So this is exactly what I did. When I arrived I asked if I could speak with someone and I was then escorted into a room with the team-leader. Again, I just broke down and couldn’t control myself, I was apologising for it and I was getting so angry at myself for not being able to control it. When I finally got myself under control I was told that I could be seen and it would be a 2 week wait, however I would need GP referral. I thought “Ok no worries, I have come this far, I will go to a walk in clinic and get this done today”.
We are now heading towards the end of the day -roughly 1700ish I reckon – and I was at the walk in GP clinic in Elizabeth as I couldn’t get into my regular Doctor and there wasn’t really anywhere else. I would like to also note that my family is heavily involved in the medical scene in and around Adelaide and I even reached out to my sister who is in a very senior role, seeing if she could get me in to see someone now, however given the time she was not able to do so. Anyway back to the Doctor, I was there for about 2 hours staring at the ground… I was actually going to walk out so many times as I was so angry about waiting but my partner kept me there and really encouraged me to get it done.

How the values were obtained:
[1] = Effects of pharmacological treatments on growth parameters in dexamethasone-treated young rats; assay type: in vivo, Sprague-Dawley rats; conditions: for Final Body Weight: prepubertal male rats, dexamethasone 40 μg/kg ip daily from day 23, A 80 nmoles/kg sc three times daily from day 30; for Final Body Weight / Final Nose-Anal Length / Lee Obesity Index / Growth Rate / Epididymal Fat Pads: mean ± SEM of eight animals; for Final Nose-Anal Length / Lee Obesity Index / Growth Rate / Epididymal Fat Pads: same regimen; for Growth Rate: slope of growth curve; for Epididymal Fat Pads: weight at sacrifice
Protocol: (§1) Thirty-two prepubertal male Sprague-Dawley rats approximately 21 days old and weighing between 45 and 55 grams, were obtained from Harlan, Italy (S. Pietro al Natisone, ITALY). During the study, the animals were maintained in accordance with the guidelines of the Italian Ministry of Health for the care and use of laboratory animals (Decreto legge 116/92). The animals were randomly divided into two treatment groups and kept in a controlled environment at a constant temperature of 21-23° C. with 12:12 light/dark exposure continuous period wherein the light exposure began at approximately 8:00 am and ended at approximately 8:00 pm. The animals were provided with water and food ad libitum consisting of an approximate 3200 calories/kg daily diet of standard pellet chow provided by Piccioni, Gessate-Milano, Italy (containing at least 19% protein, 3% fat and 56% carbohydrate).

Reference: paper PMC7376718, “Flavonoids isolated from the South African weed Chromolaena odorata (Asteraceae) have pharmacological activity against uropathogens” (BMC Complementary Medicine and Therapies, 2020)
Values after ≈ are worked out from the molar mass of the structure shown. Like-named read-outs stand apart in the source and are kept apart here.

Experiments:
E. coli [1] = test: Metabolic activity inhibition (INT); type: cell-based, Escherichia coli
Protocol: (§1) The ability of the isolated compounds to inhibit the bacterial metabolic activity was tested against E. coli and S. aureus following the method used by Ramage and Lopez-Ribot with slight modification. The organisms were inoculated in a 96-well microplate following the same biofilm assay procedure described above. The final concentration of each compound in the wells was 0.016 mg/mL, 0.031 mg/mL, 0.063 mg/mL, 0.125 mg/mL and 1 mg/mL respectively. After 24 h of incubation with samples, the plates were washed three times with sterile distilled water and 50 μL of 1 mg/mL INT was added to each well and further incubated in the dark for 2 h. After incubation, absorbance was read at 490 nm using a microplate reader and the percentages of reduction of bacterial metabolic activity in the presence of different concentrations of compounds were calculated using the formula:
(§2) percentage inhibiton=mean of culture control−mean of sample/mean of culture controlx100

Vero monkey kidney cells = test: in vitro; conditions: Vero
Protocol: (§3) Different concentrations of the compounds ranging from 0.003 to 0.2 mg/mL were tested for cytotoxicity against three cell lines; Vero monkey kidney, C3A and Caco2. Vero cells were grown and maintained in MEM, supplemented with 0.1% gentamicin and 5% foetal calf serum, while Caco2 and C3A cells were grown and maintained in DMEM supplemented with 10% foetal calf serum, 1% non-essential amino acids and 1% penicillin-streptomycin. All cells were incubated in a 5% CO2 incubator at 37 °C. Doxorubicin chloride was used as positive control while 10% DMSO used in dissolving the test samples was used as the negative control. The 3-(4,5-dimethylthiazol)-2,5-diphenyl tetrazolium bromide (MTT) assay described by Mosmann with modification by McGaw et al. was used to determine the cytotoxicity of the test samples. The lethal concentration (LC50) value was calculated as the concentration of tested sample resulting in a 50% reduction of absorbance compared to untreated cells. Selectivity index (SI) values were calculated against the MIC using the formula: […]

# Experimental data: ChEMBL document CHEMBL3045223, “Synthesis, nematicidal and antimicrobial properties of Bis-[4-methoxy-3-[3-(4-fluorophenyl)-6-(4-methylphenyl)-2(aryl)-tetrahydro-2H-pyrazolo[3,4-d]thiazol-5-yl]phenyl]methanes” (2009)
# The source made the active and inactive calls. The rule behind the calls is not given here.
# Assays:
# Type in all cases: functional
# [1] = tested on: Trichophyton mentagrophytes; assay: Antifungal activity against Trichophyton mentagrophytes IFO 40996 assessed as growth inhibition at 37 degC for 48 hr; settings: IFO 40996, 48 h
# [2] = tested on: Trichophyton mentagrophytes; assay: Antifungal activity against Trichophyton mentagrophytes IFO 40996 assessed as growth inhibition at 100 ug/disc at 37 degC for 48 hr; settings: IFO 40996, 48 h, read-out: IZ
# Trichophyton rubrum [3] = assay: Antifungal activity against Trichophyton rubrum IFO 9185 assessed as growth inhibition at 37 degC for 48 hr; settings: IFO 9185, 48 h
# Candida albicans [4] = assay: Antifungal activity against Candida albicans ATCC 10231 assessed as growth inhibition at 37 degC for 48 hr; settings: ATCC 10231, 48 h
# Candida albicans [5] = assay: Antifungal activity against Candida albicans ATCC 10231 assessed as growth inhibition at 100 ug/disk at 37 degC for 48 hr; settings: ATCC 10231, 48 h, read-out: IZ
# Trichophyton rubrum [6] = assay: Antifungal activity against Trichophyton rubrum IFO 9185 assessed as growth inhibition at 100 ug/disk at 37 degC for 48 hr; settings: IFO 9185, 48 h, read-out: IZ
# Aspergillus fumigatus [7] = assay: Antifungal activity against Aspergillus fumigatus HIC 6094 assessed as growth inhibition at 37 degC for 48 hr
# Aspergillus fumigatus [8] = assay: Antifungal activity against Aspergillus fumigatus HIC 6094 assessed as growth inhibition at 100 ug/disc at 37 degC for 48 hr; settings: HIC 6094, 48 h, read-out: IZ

Eventually I got in with the Doctor and explained everything to him, he was really amazing and understanding so he really helped me get everything sorted to try and seek the appropriate help.
Finally I was at home that night and even though I felt horrible, I knew I was going to get the help, or so I thought. The 2 week wait turned into at least a 6 to 7 week wait as an outpatient to see a psych… This actually set me off even more and made me so much more angrier at the fact I had done my best to seek help and had been trying only to be told that I had to wait. So I thought, you know what, I will just pay the money and go and see a private psych. I called 15 or so private psychs only to be told it would be at least a minimum of a 3 month wait.
Now you are probably wondering why don’t I call Open Arms right?
Well here is where my story takes a bit of a personal turn.